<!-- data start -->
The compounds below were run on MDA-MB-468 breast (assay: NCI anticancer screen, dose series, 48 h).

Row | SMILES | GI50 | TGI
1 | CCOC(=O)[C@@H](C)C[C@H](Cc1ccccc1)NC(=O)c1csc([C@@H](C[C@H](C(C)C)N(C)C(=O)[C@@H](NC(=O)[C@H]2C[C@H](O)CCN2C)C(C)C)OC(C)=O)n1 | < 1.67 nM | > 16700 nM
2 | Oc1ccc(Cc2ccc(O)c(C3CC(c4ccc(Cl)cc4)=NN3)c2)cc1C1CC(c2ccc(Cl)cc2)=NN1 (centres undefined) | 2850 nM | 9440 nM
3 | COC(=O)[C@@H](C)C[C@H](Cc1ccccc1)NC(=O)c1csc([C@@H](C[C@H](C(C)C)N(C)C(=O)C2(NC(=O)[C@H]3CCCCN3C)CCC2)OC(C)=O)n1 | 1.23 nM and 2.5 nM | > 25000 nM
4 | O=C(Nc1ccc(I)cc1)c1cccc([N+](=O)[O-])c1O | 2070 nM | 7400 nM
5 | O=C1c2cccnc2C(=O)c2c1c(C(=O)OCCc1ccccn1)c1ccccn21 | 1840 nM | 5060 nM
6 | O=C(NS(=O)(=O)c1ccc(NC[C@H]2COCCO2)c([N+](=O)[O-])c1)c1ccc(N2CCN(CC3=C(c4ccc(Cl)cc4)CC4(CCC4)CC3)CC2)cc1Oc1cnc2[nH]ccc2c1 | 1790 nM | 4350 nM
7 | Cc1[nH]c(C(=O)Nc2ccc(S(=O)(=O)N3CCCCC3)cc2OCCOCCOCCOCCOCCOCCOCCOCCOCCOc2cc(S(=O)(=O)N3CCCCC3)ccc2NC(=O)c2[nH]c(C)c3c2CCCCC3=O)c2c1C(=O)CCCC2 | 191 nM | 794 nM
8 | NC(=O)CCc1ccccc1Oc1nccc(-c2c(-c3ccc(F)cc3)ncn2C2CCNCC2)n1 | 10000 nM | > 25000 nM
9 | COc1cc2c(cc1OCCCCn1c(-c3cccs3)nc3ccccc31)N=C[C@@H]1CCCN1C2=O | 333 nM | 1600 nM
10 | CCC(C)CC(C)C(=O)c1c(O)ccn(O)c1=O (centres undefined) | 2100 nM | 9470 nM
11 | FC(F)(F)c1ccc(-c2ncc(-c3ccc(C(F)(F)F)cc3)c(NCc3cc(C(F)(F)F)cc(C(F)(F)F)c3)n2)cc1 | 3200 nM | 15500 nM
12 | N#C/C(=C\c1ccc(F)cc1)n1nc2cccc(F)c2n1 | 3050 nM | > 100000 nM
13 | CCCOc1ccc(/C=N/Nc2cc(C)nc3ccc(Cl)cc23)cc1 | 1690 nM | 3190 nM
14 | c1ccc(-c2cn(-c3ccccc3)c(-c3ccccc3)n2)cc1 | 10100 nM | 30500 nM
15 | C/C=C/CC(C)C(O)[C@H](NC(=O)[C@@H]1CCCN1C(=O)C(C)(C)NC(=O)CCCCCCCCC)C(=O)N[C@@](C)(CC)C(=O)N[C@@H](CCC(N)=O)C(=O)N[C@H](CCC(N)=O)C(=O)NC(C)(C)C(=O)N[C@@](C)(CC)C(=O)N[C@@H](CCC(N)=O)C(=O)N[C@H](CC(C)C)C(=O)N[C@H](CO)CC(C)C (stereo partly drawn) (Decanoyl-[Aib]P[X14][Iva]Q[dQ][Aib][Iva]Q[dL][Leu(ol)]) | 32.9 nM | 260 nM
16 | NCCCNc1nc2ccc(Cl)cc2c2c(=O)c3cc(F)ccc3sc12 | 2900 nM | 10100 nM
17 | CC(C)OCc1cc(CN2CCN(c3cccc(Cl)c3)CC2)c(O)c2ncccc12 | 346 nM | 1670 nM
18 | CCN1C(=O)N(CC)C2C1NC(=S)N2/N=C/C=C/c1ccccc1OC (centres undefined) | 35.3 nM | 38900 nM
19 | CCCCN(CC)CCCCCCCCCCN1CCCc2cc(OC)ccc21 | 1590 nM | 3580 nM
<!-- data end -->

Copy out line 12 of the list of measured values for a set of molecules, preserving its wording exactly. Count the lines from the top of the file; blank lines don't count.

10 | CCC(C)CC(C)C(=O)c1c(O)ccn(O)c1=O (centres undefined) | 2100 nM | 9470 nM